Harvesting Timber: Overview

Commercial timber harvests are the best, and in many cases only, viable opportunity to influence woodland growth and development.  Whether the focus is on wildlife habitat improvement, changing the mix of species on the site, starting over after years of neglect or poor management, a well planned timber harvest can help get it done.  Careful tending of your forest, based on sound silviculture (applied forest ecology) can restore large native trees to the landscape, provide a variety of wildlife habitats, restore desirable tree species, and more. All of these things can help you leave your land better off than you found it.

Recent family forest harvest site
Eli Sagor photo

Many new woodland owners think of the impacts from timber harvesting as a necessary downside to the financial return, and other benefits, from a timber sale. Although the financial return can be a reason to harvest timber, it’s by no means the only one.

Skid trails used to remove harvested logs from the woods, if planned properly, can be the foundation for a new recreational trail network. Log landings can be maintained as permanent wildlife openings. Thinnings can be designed not simply to cash in recent growth, but to focus growing space on the best trees in the stand, increasing growth rates and improving stand vigor. (This approach is particularly useful in stands likely to be affected by gypsy moth and forest tent caterpillars.)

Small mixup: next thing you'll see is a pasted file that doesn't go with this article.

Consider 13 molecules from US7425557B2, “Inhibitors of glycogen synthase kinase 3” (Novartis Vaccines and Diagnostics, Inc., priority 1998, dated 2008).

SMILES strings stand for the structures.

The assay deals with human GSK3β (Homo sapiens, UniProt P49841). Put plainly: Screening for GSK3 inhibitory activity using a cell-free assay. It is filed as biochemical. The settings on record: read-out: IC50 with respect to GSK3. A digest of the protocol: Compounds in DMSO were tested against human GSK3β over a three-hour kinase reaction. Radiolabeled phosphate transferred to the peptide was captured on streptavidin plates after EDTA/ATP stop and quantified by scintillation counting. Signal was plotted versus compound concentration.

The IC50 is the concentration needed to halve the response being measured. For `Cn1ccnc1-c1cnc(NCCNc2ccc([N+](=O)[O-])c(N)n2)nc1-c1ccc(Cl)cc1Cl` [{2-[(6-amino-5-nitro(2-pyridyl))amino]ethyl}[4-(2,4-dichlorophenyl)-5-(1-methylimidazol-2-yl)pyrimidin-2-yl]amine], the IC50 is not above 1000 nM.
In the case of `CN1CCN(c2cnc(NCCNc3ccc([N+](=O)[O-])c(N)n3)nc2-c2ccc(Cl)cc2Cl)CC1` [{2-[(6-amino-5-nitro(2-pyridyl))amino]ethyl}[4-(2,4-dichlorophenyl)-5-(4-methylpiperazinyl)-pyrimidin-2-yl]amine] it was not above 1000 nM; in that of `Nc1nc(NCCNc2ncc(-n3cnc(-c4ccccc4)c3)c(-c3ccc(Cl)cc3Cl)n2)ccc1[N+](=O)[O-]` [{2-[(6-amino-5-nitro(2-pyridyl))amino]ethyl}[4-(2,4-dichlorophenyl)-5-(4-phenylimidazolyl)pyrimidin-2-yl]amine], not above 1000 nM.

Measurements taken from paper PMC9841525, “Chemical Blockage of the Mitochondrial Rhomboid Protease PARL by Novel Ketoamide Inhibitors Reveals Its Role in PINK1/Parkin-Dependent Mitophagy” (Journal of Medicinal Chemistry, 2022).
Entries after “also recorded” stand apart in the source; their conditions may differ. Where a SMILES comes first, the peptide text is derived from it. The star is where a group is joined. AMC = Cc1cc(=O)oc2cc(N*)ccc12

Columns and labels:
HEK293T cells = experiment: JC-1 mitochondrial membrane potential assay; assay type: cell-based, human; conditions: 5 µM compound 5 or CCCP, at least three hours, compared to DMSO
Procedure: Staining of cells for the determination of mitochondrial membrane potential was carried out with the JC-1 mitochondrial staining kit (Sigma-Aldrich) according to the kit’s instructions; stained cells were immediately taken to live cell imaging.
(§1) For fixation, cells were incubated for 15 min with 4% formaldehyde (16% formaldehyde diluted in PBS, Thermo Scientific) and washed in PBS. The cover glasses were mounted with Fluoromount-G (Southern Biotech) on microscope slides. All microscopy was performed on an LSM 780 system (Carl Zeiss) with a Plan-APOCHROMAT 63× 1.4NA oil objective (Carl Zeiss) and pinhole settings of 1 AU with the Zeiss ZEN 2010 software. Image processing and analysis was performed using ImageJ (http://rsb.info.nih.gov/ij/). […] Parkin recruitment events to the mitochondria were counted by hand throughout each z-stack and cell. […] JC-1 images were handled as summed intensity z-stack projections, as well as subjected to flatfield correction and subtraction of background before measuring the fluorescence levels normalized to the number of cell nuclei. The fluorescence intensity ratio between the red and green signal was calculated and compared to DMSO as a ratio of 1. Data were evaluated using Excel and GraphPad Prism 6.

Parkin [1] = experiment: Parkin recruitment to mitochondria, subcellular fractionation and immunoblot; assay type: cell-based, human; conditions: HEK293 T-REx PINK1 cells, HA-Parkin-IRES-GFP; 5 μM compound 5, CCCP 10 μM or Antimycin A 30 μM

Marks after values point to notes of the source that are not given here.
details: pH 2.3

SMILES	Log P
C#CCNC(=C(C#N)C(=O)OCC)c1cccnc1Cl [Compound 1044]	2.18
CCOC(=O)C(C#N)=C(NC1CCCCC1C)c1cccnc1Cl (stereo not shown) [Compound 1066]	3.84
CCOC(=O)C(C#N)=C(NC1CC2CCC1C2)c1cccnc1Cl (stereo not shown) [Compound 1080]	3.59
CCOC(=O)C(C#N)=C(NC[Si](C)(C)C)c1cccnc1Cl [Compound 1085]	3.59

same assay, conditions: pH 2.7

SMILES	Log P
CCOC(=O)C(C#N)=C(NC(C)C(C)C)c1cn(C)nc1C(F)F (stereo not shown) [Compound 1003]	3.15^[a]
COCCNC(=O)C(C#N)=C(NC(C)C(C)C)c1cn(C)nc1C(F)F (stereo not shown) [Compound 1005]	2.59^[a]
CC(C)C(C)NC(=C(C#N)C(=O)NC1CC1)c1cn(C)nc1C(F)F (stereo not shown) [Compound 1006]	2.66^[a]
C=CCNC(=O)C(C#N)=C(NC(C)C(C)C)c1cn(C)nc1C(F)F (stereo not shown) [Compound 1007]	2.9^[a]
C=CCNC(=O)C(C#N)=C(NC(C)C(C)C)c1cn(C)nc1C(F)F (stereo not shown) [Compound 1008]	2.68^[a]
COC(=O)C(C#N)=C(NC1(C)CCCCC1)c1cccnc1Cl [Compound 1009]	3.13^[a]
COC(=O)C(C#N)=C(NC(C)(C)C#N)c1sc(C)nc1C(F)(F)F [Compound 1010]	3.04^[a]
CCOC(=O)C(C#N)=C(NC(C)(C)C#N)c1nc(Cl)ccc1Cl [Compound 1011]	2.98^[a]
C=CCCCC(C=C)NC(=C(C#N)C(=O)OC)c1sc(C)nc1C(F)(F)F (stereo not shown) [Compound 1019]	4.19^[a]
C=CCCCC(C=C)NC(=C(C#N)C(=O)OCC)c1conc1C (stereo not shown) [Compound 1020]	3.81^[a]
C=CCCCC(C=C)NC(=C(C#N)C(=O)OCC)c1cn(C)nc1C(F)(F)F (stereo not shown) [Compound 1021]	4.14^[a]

Next time you talk to your forester, talk about what you can do to make the best of your woods better.

Many landowners harvest timber only once or twice in their lifetimes.  They have little knowledge of wood products markets, they have little regular contact with foresters or loggers, and understandably they’re a bit uncertain about how to proceed. How can you gain the confidence you need to be successful harvesting and selling timber?

This section can help.  Follow these links at to basic information to consider as you plan a timber harvest:


Eli 's work addresses Minnesota forest ecology & management. He's based in St Paul.

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